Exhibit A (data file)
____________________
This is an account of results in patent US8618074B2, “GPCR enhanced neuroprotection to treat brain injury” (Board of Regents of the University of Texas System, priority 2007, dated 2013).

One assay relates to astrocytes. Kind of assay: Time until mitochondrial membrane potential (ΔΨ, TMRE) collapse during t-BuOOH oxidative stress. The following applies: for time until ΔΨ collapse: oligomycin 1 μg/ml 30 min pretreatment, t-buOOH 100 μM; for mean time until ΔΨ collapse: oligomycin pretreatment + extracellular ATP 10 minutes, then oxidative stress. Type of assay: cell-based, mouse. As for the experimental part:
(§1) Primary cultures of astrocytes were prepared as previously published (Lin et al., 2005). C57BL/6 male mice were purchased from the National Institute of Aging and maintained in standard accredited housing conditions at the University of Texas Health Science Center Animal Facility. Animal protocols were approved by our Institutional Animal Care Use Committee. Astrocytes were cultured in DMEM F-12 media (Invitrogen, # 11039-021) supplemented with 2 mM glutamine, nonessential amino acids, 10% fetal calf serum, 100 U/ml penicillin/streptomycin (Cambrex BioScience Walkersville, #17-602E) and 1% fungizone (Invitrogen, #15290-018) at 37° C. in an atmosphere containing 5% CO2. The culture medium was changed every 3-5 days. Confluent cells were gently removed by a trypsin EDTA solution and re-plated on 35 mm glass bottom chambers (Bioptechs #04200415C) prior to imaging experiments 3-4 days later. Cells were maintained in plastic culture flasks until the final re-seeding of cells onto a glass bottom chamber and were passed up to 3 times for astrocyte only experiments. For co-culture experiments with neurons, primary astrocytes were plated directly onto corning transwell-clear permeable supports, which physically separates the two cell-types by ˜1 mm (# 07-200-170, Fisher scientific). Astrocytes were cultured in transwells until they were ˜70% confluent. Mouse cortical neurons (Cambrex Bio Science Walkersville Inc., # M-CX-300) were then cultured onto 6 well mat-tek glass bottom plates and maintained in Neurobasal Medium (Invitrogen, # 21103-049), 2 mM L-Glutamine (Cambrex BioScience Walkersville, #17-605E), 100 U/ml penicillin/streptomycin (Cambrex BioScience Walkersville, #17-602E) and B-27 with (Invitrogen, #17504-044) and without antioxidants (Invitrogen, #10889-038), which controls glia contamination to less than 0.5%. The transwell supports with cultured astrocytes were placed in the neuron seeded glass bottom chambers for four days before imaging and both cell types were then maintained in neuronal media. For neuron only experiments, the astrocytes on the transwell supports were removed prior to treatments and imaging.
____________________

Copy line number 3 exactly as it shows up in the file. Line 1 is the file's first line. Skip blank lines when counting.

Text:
(§1) Primary cultures of astrocytes were prepared as previously published (Lin et al., 2005). C57BL/6 male mice were purchased from the National Institute of Aging and maintained in standard accredited housing conditions at the University of Texas Health Science Center Animal Facility. Animal protocols were approved by our Institutional Animal Care Use Committee. Astrocytes were cultured in DMEM F-12 media (Invitrogen, # 11039-021) supplemented with 2 mM glutamine, nonessential amino acids, 10% fetal calf serum, 100 U/ml penicillin/streptomycin (Cambrex BioScience Walkersville, #17-602E) and 1% fungizone (Invitrogen, #15290-018) at 37° C. in an atmosphere containing 5% CO2. The culture medium was changed every 3-5 days. Confluent cells were gently removed by a trypsin EDTA solution and re-plated on 35 mm glass bottom chambers (Bioptechs #04200415C) prior to imaging experiments 3-4 days later. Cells were maintained in plastic culture flasks until the final re-seeding of cells onto a glass bottom chamber and were passed up to 3 times for astrocyte only experiments. For co-culture experiments with neurons, primary astrocytes were plated directly onto corning transwell-clear permeable supports, which physically separates the two cell-types by ˜1 mm (# 07-200-170, Fisher scientific). Astrocytes were cultured in transwells until they were ˜70% confluent. Mouse cortical neurons (Cambrex Bio Science Walkersville Inc., # M-CX-300) were then cultured onto 6 well mat-tek glass bottom plates and maintained in Neurobasal Medium (Invitrogen, # 21103-049), 2 mM L-Glutamine (Cambrex BioScience Walkersville, #17-605E), 100 U/ml penicillin/streptomycin (Cambrex BioScience Walkersville, #17-602E) and B-27 with (Invitrogen, #17504-044) and without antioxidants (Invitrogen, #10889-038), which controls glia contamination to less than 0.5%. The transwell supports with cultured astrocytes were placed in the neuron seeded glass bottom chambers for four days before imaging and both cell types were then maintained in neuronal media. For neuron only experiments, the astrocytes on the transwell supports were removed prior to treatments and imaging.